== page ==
Regardless, the new music (not the cut-n-pasted music) was an absolute disappointment in “Crystal Skull” and sadly was completely unmemorable. The brief reappearance of Marion’s theme was a nice touch, but was just too brief throughout the film (and why wouldn’t we hear Marion’s theme when she first reappears in the film? During that sequence, all we hear is awkward musical silence?) More of this, and more variation thereof, would have been great.

Also, throwing in the “Ark of the Covenant” theme at the warehouse sequence made no sense to me. I remember hearing the music in the theater and thinking, “The Russians are going after the ark! That’s…. sortof strange, since this film is supposedly about a crystal skull.” But no, now, apparently, the “Ark of the covenant” theme is now just “the Warehouse” theme. The logic there escapes me.

As for the rest of the film score, I’ve tried to listen to it isolated from the film repeatedly, and try as I might, I just can’t get into it. It doesn’t have the emotional appeal that the other Indy scores had (even awful films like “Temple of Doom” have absolutely remarkable segments of music to them.)

What’s puzzling to me is that Steven Spielberg, who I thought was a fan of Williams’ music, would watch the final cut of this film and not notice, “hey, that’s the same music from ‘Last Crusade’! [the sequence when Indy picks his hat up off the CGI anthill was taken from the boat sequence at the beginning of Last Crusade]“. I mean, didn’t I read once that Spielberg collected Williams’ music and was a fan of it? Wouldn’t he be just a little puzzled to have directed a NEW film, but with rehashed music in it?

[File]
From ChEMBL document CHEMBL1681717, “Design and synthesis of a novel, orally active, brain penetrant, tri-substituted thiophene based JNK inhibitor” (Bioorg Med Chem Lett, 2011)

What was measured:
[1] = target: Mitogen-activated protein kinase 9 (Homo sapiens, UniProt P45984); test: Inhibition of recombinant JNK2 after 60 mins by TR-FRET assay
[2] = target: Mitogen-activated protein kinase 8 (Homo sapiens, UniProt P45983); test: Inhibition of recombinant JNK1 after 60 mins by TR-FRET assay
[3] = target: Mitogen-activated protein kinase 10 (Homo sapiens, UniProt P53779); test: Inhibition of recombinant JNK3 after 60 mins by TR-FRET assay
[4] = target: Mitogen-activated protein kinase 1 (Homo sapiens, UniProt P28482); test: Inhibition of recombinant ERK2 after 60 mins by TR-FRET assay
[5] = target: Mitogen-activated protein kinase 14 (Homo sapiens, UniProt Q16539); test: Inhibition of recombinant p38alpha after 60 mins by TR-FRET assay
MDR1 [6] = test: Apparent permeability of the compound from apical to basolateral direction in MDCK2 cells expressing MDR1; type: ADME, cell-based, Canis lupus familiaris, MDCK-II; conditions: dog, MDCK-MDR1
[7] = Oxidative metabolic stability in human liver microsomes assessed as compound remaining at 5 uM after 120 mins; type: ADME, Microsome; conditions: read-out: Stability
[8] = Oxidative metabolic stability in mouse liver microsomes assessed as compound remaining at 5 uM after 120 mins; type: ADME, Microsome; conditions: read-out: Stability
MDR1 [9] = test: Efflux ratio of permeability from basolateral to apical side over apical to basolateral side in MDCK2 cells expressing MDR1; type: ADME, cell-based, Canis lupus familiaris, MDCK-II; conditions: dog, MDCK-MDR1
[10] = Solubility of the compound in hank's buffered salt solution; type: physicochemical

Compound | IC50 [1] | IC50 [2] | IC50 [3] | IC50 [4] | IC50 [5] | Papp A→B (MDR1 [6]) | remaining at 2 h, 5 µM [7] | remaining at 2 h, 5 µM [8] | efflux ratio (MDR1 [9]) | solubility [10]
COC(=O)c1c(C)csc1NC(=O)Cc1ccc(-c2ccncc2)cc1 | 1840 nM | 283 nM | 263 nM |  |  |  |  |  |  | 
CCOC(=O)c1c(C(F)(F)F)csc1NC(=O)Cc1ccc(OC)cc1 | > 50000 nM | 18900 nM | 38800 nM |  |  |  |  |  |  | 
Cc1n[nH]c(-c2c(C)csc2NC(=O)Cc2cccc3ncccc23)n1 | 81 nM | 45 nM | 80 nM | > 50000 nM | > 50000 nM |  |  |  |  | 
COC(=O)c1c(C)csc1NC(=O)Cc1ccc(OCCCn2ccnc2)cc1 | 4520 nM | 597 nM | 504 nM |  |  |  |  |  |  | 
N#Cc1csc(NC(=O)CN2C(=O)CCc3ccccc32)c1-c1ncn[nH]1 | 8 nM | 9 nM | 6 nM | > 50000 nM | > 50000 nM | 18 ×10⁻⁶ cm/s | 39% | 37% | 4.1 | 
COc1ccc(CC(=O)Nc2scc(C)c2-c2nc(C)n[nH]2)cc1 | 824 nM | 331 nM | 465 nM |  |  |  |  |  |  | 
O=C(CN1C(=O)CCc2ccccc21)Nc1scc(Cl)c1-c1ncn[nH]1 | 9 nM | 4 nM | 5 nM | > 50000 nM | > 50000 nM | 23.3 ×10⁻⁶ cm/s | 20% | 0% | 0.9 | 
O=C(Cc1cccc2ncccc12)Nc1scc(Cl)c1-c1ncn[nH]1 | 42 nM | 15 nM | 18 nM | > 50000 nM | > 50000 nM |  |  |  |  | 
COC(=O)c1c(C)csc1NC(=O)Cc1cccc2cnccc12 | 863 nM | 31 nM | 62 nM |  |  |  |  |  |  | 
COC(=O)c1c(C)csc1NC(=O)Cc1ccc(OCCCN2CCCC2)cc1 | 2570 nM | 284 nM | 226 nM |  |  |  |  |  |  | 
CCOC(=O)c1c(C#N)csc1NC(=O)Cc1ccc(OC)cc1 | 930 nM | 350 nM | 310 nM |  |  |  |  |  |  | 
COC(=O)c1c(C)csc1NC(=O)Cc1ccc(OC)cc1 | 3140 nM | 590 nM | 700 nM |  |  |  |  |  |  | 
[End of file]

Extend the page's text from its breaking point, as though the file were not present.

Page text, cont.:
Whatever. The glory days of John Williams, the greatest composer ever, are gone, and I’ll always be a huge fan of his music, but this last outing of Indiana Jones was, musically, a huge disappointment.

January 22, 2009 Radio

Filed under: 3,music — admin @ 11:50 am

I found out recently that AT&T is discontinuing their Launchcast radio service, which I was something of a fan of (I had rated 80K+ artists and songs and listened to this faithfully) and I thought it was a great system. What is more, I was part of the unlimited plan with my AT&T service that I signed up for nearly 4 years ago. So now I find out they are dropping Launchcast, and they AREN’T BOTHERING to grandfather their “loyal customers” (e.g. people who drop $100 a month for service) into a new option for free music. No, instead, it’s just a perk taken away. Crummy AT&T.